Frazier was back at the Wizards' practice on Tuesday night at Capital One Arena and expects to play on Thursday when the team returns to action on the road at the Cleveland Cavaliers.

"I feel good. I feel like I can go out there and help them compete," he said.

PODCAST: BIGGEST STORYLINES COMING OUT OF ALL-STAR BREAK

Frazier, 27, had surgery to repair his broken nose on Feb. 11 after he was knocked out of the previous night's game between the Wizards and Bulls. Frazier collided face-first with the knee of Bobby Portis and was immediately ushered to the locker room with blood streaming from his nose.

Following the procedure, Frazier had to battle through pain and breathing issues. He feels much better now and had no complications after participating in a full practice.

The challenge now is adjusting to a fitted mask he will have to wear to return to the court. Frazier has never had to wear a mask before in his basketball career.

"[Sweat] was one of the issues today, trying to keep it dry when I'm sweating underneath," he said.

"He looked good," head coach Scott Brooks said. "I thought he would be a little uncomfortable with it, but he seemed fine."

RELATED: WIZARDS HAVE BIG QUESTIONS TO ANSWER IN SECOND HALF

Frazier has been given advice from the Wizards' training staff, as well as teammate Bradley Beal who has had to wear a mask twice before in his career.

"Brad said that after a while you get used to it. Nobody wants to wear it for the rest of their careers besides Rip Hamilton," Frazier said.

Getting Frazier back is significant for the Wizards, who are already down a point guard with John Wall rehabbing from left knee surgery. Without Frazier against the Knicks on Wednesday, the Wizards had to use Beal and Otto Porter to bring the ball up at times. Now, with Tomas Satoransky and Frazier, they have a starting point guard and a backup who is used to playing the position.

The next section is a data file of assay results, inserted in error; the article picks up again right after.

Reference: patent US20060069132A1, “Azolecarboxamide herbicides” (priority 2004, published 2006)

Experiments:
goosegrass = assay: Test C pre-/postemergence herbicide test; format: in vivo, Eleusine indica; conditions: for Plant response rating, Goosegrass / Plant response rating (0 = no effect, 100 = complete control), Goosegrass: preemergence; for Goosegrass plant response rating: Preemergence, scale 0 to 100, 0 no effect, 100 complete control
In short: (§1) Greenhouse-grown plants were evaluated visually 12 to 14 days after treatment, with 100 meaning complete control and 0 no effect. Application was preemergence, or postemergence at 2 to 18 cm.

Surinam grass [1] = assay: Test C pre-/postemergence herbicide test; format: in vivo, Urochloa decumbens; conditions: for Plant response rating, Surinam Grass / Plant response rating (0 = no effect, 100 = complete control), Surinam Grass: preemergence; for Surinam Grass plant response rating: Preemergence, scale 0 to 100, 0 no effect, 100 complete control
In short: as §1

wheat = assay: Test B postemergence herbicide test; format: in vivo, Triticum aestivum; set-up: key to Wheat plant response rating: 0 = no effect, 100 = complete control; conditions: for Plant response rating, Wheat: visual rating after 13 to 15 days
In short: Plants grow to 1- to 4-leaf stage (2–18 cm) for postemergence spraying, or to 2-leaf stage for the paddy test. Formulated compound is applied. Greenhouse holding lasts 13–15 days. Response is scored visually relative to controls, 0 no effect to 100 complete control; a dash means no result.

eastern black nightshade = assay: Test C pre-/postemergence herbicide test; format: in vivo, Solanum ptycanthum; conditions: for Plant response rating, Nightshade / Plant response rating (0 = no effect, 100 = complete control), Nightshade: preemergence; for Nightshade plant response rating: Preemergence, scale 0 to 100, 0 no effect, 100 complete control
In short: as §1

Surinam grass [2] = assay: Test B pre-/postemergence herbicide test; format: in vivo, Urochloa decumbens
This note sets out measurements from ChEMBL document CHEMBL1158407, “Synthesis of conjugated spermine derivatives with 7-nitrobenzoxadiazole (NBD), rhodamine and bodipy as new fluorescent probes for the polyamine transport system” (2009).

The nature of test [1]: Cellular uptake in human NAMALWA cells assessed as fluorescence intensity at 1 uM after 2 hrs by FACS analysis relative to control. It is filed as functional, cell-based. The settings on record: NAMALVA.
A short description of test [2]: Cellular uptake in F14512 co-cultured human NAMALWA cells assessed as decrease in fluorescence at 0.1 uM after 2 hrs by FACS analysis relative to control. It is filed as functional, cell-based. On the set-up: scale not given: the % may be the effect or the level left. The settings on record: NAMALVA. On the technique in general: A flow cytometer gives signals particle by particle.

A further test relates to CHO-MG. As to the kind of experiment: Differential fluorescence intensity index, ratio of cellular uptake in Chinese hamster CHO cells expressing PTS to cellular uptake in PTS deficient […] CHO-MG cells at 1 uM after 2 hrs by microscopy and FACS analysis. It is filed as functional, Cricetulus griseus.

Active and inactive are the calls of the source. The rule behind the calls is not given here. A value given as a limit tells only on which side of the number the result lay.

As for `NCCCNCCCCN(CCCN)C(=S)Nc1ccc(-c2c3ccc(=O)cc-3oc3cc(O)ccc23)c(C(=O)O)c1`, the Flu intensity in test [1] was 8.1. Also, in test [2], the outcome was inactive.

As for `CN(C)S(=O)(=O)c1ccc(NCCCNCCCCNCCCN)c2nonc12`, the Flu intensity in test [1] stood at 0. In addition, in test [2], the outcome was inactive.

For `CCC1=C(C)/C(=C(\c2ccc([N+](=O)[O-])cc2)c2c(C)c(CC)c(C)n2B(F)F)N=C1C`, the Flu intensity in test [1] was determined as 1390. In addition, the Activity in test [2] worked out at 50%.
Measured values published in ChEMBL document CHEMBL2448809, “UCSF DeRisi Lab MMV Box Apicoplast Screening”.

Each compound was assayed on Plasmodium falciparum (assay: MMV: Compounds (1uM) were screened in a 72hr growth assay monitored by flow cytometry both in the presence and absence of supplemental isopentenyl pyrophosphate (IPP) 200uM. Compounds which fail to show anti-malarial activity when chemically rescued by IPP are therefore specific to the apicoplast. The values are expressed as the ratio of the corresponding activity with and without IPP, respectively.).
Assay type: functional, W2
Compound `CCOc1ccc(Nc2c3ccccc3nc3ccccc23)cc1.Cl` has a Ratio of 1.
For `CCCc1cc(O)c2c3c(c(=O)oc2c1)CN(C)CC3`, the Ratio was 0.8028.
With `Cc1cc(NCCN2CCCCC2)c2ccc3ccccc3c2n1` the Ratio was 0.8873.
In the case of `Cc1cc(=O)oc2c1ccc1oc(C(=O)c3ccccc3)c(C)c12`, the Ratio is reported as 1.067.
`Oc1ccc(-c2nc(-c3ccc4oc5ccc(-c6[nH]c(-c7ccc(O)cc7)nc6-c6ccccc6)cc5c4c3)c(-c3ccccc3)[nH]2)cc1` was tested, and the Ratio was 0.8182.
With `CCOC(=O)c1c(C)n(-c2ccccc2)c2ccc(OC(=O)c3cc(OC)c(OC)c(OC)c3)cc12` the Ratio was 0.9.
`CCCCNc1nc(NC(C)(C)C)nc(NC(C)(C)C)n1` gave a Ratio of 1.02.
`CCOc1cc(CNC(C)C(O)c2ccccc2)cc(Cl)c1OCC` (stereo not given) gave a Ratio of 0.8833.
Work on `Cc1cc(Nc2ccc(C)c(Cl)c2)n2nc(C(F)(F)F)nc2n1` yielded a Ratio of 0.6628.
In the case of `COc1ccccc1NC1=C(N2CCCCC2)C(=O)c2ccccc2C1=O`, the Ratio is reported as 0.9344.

They could have three point guards, as the Wizards continue to weigh their options in free agency. They have to add a player within the next two days to meet the league's minimum roster requirement. Most of the free agents they have evaluated have been point guards as they aim to compensate for Wall's absence, which could last well into the month of March.

RELATED: 2018 NBA MOCK DRAFT HAS LOADED CLASS

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Wizards Tipoff podcast: Wizards have big questions to answer coming out of All-Star break

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Wizards Tipoff podcast: Wizards have big questions to answer coming out of All-Star break

On the latest episode of the Wizards Tipoff podcast presented by Greenberg and Bederman, Chase Hughes and Chris Miller look ahead to the biggest questions the Wizards need to answer after the All-Star break. They also explain why Bradley Beal proved a lot in his first All-Star Game appearance.

They also unveiled a new segment involving guessing Wizards players based on their social media captions.

You can listen to the episode right here:

You can download the podcast on Apple Podcasts right here and on Google Play. If you like the show please tell your friends!